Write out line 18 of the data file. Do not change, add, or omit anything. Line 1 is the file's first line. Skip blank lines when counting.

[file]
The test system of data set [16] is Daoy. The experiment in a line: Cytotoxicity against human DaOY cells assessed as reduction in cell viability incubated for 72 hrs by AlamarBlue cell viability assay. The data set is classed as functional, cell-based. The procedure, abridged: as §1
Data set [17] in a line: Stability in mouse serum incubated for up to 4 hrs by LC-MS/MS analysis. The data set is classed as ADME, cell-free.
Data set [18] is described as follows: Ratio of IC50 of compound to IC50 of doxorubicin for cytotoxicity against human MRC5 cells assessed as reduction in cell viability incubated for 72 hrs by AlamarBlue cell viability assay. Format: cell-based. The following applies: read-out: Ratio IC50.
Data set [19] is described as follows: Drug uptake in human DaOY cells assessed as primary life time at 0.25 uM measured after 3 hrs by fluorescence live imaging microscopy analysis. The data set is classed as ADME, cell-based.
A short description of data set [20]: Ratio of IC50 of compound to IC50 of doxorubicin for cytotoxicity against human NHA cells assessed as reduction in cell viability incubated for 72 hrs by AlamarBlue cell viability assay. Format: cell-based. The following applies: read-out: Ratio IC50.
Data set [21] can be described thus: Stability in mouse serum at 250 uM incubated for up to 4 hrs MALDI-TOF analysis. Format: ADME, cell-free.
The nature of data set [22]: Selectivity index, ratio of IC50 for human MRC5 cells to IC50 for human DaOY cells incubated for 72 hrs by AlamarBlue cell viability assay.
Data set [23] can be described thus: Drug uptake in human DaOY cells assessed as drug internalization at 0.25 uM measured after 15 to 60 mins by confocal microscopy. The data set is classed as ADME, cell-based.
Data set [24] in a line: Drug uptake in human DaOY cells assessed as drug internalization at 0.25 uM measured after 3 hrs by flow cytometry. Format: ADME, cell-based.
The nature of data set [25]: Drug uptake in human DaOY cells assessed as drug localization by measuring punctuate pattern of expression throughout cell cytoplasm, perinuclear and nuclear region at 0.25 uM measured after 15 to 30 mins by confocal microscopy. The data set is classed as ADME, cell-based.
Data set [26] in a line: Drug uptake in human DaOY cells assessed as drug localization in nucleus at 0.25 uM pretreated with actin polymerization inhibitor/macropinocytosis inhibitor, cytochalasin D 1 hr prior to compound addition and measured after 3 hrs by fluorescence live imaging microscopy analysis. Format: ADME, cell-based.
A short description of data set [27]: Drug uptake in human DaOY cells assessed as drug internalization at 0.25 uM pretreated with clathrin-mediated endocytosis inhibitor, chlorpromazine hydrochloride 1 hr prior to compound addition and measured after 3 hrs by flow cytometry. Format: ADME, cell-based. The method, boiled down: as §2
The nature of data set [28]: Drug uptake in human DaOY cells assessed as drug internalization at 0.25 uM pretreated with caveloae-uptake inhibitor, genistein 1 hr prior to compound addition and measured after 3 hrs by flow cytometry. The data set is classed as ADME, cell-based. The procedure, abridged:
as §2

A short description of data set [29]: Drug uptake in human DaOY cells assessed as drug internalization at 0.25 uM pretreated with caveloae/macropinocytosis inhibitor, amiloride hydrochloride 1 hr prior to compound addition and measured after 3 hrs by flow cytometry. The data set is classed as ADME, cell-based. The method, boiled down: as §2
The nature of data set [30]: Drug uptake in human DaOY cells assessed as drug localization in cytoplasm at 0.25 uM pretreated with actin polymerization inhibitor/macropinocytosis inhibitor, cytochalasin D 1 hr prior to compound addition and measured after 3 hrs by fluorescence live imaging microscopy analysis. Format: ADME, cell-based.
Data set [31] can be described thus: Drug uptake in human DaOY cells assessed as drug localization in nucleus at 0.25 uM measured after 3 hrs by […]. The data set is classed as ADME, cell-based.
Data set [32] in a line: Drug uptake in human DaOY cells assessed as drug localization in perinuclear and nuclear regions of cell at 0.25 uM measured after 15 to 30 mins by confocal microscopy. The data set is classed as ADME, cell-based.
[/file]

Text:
Data set [32] in a line: Drug uptake in human DaOY cells assessed as drug localization in perinuclear and nuclear regions of cell at 0.25 uM measured after 15 to 30 mins by confocal microscopy. The data set is classed as ADME, cell-based.